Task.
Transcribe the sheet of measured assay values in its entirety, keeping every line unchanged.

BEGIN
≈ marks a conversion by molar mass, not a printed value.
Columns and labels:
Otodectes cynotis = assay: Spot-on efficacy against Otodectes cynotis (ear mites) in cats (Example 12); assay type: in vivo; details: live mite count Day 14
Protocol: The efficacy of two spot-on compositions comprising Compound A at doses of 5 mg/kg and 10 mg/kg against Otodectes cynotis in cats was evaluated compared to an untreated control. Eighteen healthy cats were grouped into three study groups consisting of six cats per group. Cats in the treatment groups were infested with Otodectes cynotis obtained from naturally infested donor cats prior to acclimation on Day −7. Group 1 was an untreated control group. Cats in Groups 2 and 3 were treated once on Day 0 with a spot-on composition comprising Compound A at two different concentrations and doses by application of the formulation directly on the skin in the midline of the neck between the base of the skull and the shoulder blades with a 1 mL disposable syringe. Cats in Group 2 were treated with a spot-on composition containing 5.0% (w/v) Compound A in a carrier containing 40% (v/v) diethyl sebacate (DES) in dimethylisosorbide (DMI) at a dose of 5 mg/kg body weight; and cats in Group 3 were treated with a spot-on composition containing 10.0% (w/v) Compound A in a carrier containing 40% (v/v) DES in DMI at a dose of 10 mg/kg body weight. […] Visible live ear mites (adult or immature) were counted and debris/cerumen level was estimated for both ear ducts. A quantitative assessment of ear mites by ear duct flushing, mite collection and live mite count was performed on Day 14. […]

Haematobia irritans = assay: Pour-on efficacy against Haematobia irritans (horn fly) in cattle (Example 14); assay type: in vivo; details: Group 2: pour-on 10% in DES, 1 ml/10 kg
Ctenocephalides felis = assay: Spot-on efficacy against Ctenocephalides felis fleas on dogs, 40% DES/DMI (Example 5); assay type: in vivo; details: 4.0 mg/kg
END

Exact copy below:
≈ marks a conversion by molar mass, not a printed value.
Columns and labels:
Otodectes cynotis = assay: Spot-on efficacy against Otodectes cynotis (ear mites) in cats (Example 12); assay type: in vivo; details: live mite count Day 14
Protocol: The efficacy of two spot-on compositions comprising Compound A at doses of 5 mg/kg and 10 mg/kg against Otodectes cynotis in cats was evaluated compared to an untreated control. Eighteen healthy cats were grouped into three study groups consisting of six cats per group. Cats in the treatment groups were infested with Otodectes cynotis obtained from naturally infested donor cats prior to acclimation on Day −7. Group 1 was an untreated control group. Cats in Groups 2 and 3 were treated once on Day 0 with a spot-on composition comprising Compound A at two different concentrations and doses by application of the formulation directly on the skin in the midline of the neck between the base of the skull and the shoulder blades with a 1 mL disposable syringe. Cats in Group 2 were treated with a spot-on composition containing 5.0% (w/v) Compound A in a carrier containing 40% (v/v) diethyl sebacate (DES) in dimethylisosorbide (DMI) at a dose of 5 mg/kg body weight; and cats in Group 3 were treated with a spot-on composition containing 10.0% (w/v) Compound A in a carrier containing 40% (v/v) DES in DMI at a dose of 10 mg/kg body weight. […] Visible live ear mites (adult or immature) were counted and debris/cerumen level was estimated for both ear ducts. A quantitative assessment of ear mites by ear duct flushing, mite collection and live mite count was performed on Day 14. […]

Haematobia irritans = assay: Pour-on efficacy against Haematobia irritans (horn fly) in cattle (Example 14); assay type: in vivo; details: Group 2: pour-on 10% in DES, 1 ml/10 kg
Ctenocephalides felis = assay: Spot-on efficacy against Ctenocephalides felis fleas on dogs, 40% DES/DMI (Example 5); assay type: in vivo; details: 4.0 mg/kg